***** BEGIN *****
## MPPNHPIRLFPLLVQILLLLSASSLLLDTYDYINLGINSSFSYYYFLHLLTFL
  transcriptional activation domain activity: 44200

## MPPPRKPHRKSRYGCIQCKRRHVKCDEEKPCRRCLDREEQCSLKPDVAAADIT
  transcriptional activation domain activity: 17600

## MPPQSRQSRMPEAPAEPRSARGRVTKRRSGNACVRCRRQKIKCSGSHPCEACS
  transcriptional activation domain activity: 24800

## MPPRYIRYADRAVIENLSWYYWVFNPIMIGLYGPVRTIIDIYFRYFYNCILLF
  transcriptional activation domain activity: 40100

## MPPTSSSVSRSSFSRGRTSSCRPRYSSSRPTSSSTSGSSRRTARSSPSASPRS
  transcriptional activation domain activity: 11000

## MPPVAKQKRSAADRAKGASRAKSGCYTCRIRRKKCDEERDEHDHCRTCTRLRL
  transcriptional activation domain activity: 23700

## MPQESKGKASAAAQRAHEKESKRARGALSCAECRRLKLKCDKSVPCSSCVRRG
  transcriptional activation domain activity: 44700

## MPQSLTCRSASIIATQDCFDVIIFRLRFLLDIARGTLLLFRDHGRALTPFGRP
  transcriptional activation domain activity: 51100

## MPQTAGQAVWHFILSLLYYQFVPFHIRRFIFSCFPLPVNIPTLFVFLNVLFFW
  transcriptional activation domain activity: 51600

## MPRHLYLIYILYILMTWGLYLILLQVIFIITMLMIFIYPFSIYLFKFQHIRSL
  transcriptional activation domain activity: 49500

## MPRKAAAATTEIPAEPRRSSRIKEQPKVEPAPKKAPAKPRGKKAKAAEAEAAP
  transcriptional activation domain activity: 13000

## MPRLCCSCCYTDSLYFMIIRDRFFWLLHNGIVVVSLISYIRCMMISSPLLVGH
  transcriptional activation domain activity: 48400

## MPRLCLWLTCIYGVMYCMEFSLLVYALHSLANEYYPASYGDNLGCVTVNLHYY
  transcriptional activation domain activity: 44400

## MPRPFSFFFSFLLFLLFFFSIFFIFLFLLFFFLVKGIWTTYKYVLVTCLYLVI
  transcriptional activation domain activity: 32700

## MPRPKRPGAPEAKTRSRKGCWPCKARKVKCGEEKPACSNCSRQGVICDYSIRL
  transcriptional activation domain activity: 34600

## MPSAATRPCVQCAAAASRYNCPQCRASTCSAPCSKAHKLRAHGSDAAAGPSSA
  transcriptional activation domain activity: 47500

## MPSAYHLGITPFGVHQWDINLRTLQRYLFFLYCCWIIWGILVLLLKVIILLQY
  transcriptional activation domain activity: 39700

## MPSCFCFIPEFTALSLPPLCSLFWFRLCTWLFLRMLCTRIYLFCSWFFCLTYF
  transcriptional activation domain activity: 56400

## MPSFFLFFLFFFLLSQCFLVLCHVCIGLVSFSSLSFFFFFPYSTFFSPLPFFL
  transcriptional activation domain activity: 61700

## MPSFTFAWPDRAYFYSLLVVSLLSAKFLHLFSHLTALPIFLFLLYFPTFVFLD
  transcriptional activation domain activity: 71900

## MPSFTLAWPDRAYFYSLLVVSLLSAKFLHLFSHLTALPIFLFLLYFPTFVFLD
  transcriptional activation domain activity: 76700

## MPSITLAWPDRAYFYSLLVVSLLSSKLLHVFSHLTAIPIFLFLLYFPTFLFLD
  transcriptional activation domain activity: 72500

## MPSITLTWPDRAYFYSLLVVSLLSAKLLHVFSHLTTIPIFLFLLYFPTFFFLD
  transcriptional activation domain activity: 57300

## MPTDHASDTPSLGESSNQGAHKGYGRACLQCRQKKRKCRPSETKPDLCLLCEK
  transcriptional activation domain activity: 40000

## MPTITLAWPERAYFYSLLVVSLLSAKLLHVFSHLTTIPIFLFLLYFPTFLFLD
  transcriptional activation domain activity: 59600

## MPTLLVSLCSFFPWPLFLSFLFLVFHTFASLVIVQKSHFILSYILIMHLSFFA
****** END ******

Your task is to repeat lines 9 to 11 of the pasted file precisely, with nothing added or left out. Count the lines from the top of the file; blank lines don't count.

## MPPTSSSVSRSSFSRGRTSSCRPRYSSSRPTSSSTSGSSRRTARSSPSASPRS
  transcriptional activation domain activity: 11000

## MPPVAKQKRSAADRAKGASRAKSGCYTCRIRRKKCDEERDEHDHCRTCTRLRL